In a speech at a youth center in his Oxfordshire constituency, Mr. Cameron denied that racial tensions, poverty, or his government's controversial austerity cuts were to blame. He claimed there were around 120,000 problem families in Britain who had little respect for authority, singling out boys raised without a male role model as especially prone to "rage and anger."
“These riots were not about race: The perpetrators and the victims were white, black, and Asian. These riots were not about government cuts: They were directed at high street stores, not Parliament," said the Conservative prime minister. “And these riots were not about poverty: That insults the millions of people who, whatever the hardship, would never dream of making others suffer like this.
“No, this was about people showing indifference to right and wrong, people with a twisted moral code, people with a complete absence of self-restraint,” he said.
However the speech – which some criticized as outlining a "nanny state" approach – was short of specific policies, although Cameron said those would be revealed in the coming weeks. Both rivals and analysts cautioned against simplistic solutions to the complex societal issues spotlighted by riots that began in London and quickly spread around England.
“There is no easy answer to this because a lot of the problems are deep-rooted," says Ryan Bourne, head of research at the conservative-leaning Centre for Policy Studies in London. "You can’t just wave a magic wand and the issues are going to go away but you don’t need to interfere in people’s private lives to make a difference."
“We think the solutions lie in strengthening the family unit by changing the tax system to incentivize people to get married and stay married," says Mr. Bourne. "Too many children live without a strong male role model, which does lead to bad behavior."
He also singled out education, saying that schools should be allowed more freedom in deciding what to offer rather than being locked into a national curriculum. But Bourne also advocated tackling "shocking" literacy rates among minorities in inner cities and the influx of low-skilled immigrants into Britain.
Oppostion leader decries 'shallow' answers
Labour opposition leader Ed Miliband, speaking at his old state school in north London, characterized the riots as part of a larger wave of greed and criminality in Britain.
He cited bankers whose questionable practices led to the credit crunch, members of parliament who had cheated on their expenses, and News of the World journalists that hacked into the phones of British citizens to get sensational stories.
Mr. Miliband criticized Cameron for not properly evaluating the challenges at hand and soliciting input from a wide array of his constituents.
“Day by day the prime minister has revealed himself to be reaching for shallow and superficial answers, not the lasting solutions the country needs, based on the wisdom and insights of our communities," said Miliband. “Instant and simple judgments bring bad solutions. Of course, there is a demand for quick action but a new policy a day, knee-jerk gimmicks not thought through – they won’t solve the problem.”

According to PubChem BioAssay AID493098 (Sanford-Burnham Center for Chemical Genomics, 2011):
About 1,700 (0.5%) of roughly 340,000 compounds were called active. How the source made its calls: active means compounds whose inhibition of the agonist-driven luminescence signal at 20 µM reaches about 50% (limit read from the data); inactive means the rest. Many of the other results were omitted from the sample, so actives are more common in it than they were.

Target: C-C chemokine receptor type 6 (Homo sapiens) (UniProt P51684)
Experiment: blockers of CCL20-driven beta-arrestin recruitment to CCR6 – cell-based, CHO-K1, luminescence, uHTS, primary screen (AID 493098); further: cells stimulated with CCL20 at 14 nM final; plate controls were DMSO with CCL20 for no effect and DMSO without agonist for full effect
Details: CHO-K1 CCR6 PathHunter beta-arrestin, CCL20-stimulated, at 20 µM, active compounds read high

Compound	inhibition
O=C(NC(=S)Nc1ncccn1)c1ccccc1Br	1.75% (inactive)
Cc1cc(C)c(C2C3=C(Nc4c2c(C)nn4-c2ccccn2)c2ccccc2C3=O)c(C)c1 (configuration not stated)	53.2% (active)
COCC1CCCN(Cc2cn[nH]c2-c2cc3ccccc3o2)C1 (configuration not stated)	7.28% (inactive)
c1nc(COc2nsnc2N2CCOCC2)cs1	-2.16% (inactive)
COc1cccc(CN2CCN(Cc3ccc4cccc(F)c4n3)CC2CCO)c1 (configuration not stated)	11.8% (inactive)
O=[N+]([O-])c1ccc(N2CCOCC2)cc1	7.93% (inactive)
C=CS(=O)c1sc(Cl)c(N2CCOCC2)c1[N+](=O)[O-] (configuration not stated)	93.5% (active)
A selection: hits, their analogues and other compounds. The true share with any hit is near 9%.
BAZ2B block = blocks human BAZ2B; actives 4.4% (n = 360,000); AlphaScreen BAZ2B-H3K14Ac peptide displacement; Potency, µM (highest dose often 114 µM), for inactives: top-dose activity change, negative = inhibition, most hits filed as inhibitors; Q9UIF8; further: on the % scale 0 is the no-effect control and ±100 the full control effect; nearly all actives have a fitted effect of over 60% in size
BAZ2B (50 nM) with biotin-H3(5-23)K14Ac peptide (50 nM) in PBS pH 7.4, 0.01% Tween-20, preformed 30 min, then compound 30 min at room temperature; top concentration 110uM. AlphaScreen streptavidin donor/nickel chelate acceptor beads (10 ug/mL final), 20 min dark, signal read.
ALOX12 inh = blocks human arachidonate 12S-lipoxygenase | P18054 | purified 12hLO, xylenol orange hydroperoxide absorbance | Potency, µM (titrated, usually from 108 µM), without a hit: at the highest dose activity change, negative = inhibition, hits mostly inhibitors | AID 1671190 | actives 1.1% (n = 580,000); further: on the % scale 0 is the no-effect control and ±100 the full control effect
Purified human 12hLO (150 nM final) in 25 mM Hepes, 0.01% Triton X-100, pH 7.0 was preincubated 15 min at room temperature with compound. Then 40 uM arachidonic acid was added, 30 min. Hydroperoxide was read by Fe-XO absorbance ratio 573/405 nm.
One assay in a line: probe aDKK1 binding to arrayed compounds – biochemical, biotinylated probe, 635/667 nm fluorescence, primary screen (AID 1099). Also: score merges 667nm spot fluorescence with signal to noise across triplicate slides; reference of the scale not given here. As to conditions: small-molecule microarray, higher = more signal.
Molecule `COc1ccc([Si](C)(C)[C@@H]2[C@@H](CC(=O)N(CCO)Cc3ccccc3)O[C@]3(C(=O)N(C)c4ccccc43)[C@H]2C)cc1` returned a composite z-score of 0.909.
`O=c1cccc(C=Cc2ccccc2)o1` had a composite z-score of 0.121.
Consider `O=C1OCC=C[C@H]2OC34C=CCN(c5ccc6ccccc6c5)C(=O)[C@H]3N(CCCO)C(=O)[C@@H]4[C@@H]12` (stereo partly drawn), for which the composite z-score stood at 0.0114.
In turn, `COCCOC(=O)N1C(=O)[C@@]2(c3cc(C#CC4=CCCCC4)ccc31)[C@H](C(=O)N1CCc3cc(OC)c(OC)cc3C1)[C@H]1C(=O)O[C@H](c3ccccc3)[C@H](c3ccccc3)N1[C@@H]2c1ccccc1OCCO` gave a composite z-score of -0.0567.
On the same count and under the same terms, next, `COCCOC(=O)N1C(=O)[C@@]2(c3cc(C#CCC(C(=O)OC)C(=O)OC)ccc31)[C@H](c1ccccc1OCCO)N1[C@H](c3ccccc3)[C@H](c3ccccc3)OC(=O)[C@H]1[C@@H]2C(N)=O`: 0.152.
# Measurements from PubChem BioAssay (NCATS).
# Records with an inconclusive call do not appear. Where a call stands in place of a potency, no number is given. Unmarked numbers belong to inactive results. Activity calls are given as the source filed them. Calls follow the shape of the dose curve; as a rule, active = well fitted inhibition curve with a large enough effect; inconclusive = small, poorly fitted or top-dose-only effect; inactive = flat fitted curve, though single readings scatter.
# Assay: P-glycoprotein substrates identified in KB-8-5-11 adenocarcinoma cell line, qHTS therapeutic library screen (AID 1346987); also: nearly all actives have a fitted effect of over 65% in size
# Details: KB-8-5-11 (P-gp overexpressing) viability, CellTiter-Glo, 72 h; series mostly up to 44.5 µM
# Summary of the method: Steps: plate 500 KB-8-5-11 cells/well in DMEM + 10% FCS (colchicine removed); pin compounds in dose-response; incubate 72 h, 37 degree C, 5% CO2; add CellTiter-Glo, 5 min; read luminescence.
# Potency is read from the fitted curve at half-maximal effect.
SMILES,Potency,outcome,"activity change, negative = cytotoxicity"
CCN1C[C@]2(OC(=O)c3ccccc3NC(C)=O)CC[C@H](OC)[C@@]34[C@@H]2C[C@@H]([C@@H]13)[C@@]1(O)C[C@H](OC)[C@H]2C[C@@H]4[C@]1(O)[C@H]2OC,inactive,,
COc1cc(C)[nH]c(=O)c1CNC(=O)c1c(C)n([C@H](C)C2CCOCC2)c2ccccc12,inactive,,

Up to 3,000 people to be tried in court
The riots and their aftermath have taxed Britain's police forces, which face spending cuts that could result in thousands of police officers being laid off. Even members of Cameron's own Conservative Party have called for him to back off, but he rejected such calls in his speech today even as the scope of the disturbances became clearer.
The head of Britain’s largest force, acting Metropolitan Police Commissioner Tim Godwin in London, said officers were still working round the clock sifting through CCTV images and following up inquiries to identify last week’s rioters.
On Sunday he told the BBC: “At the end of the day, if we are successful, I would imagine that we would be putting 3,000 or so people through the courts. That’s yet to be worked through but we have lots and lots of images, we have lots and lots of CCTV and there were lots of people involved.”
Up until today, 1,580 people have been arrested, 330 of them juveniles. Of that total, 923 have been charged, with some courts sitting through the night to deal with the caseload. A Met spokesman: “The figure is changing all the time as we gather more evidence. In the first few days we only arrested a couple of hundred but as things have calmed down we’re arresting more and more.
“At one stage we had to call on neighboring forces for cell space because we reached capacity in London.”
Measured praise for prison system
The Crown Prosecution Service, the independent body which takes suspects to court, said it was coping with the added workload.
“Some magistrates’ courts sat on Saturday and Sunday and had shifts during the night in London, Birmingham, and Manchester," says Spokeswoman Marie Meunier-Dominique said. “The willingness of prosecutors to volunteer for duties and help keep the criminal justice system moving in extraordinary circumstances is a testament to their professionalism and commitment to seeing that justice is done. There is undoubtedly a big caseload but the system is coping.”
Despite widespread support for the police crackdown and call for tough sentences, one penal group said prison wasn’t always the answer. Vicki Helyar-Cardwell at the Criminal Justice Alliance, which represents around 60 organizations, was quoted in Britain's Daily Mail today as saying: “Imprisoning young people could turn some opportunistic looters into hardened criminals.
“Clearly prison will be the appropriate response for those rioters who caused damage or serious harm, but it cannot be used as a blanket panacea.”
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